As we stated before, the learning problem for ELL can be reduced to the problem of learning regular languages. In our work, in order to learn the ELL, we use an algorithm to infer ktestable in the strict sense (kTSS) languages [25–27]. The class of ktss languages is contained into the regular languages one; it is characterized by the set of segments of length k that appear in the words of the language.
Our approach considered a set of protein sequences P with known transmembrane domains and another set L of strings over an alphabet of labels Δ = {i, o, M}. For each sequence x in P, a labeled sequence l_{ x }is obtained. The labelling allows to distinguish the transmembrane segments from the nontransmembrane ones. That is, given the string x = x_{1}x_{2} ... x_{ n }∈ P and its corresponding labeled string l_{ x }, = l_{1}l_{2} ... l_{ n }∈ L, l_{ i }= M whenever x_{ i }correspond to a transmembrane segment, l_{ i }= i, when correspond to a inner segment, and l_{ i }= o, when correspond to a outer segment.
These sets were combined to obtain another set, named M, with the strings x{l}_{x}^{r}. Note that the strings in this set have an even linear structure and an even length. The set M was used to obtain a probabilistic transducer by ELL inference. The general method is summarized in Algorithm 1.
The returned transducer can be used to analyse problem sequences to obtain the corresponding transduction. It is possible that the transducer may result to be nondeterministic and the test sequences may not belong to the language accepted by the transducer. Therefore, an errorcorrecting parser (for instance Viterbi's algorithm) is necessary to analyze the test sequences. We employed a standard configuration of Viterbi's algorithm used when a GI approach is applied to pattern recognition tasks (i.e. [33]).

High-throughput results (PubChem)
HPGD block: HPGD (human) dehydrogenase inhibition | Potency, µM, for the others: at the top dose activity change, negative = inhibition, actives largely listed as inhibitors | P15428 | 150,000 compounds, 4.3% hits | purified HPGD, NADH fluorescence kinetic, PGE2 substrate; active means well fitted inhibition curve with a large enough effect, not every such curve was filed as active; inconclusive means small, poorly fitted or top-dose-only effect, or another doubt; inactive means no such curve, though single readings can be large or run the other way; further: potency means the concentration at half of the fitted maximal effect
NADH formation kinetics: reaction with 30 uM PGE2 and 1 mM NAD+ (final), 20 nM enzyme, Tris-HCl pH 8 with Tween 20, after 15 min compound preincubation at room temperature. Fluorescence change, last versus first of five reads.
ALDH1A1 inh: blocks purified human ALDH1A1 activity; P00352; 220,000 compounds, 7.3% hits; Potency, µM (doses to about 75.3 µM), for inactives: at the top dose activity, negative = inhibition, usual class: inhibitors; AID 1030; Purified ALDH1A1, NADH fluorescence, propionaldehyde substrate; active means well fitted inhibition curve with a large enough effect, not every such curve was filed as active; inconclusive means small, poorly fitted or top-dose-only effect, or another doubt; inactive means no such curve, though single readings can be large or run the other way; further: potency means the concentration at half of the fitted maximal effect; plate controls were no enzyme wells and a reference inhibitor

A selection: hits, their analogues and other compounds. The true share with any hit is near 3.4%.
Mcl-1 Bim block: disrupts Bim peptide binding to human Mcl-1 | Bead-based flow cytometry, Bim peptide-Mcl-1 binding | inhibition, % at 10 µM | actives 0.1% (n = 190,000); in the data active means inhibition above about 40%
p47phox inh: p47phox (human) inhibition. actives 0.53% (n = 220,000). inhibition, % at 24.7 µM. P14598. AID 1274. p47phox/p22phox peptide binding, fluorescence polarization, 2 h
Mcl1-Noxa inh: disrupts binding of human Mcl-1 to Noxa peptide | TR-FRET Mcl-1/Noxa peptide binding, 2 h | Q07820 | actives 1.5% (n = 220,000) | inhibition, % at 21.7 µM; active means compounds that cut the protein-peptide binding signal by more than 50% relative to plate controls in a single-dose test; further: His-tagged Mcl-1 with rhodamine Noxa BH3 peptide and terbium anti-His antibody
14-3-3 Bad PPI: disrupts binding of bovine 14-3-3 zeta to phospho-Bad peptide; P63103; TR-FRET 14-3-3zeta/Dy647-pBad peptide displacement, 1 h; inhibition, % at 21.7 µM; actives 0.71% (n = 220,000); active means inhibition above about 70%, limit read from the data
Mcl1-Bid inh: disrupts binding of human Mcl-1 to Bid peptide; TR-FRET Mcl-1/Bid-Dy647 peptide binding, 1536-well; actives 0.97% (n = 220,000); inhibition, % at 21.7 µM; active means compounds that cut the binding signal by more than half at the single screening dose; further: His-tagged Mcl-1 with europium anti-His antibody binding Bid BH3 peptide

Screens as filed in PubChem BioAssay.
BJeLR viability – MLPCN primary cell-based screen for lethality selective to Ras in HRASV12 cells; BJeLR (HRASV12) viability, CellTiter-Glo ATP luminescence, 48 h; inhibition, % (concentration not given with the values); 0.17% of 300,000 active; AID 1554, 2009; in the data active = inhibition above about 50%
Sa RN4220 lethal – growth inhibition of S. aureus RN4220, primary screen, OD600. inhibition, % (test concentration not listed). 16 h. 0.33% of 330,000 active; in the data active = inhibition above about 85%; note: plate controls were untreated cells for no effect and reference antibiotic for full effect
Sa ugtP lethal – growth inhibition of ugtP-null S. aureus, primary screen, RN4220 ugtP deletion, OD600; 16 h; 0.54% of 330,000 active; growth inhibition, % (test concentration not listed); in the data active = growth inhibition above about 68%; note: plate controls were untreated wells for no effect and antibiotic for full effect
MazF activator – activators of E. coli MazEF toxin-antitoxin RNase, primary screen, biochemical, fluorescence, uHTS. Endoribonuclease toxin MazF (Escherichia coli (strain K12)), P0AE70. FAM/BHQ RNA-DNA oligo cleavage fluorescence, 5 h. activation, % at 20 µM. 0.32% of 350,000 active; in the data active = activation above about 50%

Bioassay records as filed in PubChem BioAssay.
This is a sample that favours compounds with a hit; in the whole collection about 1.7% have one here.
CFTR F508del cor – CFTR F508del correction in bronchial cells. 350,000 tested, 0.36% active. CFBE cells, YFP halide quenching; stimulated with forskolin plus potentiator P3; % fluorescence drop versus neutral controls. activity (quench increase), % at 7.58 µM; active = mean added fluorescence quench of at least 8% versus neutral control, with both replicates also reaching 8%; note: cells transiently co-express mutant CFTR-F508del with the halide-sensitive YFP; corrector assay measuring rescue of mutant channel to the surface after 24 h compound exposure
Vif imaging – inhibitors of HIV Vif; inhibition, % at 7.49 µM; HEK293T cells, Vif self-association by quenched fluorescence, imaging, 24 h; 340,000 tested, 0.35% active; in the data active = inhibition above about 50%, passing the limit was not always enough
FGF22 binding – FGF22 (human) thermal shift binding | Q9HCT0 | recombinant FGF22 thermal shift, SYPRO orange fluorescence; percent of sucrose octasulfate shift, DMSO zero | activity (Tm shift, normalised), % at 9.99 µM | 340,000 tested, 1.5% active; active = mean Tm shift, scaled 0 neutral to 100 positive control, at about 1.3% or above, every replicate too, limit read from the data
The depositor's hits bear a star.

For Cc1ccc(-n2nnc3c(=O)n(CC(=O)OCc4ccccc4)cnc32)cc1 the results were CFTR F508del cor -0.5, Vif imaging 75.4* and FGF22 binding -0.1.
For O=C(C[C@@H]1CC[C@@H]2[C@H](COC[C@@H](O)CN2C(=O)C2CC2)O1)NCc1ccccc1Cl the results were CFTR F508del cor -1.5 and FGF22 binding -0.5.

Complexity
The igTM method is composed by two phases: inference and analysis. The first one consists in inferring an transducer from the sequences of the dataset.
The execution time of the GI algorithm used in this work is linear with the size of the dataset. The space requirements of this step is bounded by Σ^{k}, where Σ is the alphabet of the samples and k is the parameter of the ktss algorithm. Therefore, depending on the parameter used, the automaton obtained can be relatively big. The transformation of the automaton into a transducer is bounded by a polynomial of degree k.
The execution time of the second phase, the analysis one, is linear respect the size of the string to analyse. The space requirements are bounded by the size of the transducer and the analized string.
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Acknowledgements
This work is partially supported by the Spanish Ministerio de Educacion y Ciencia, under contract TIN200760769, and Generalitat Valenciana, contract GV06/068. We also gratefully acknowledge the helpful comments and suggestions of Jesús Salgado and his research group. The authors also thank to the anonymous referees, whose comments helped to improve this work.
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PP wrote the software and carried out the experimentation. MC performed the search of web resources. All authors contributed to the study and interpretation of the results. The paper was written by PP and DL. DL conceived the research and supervised the whole process. All authors read and approved the final manuscript.
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Peris, P., López, D. & Campos, M. IgTM: An algorithm to predict transmembrane domains and topology in proteins. BMC Bioinformatics 9, 367 (2008). https://doi.org/10.1186/147121059367
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DOI: https://doi.org/10.1186/147121059367
Keywords
 Hide Markov Model
 Regular Language
 Transmembrane Segment
 Inference Algorithm
 State Abstract Machine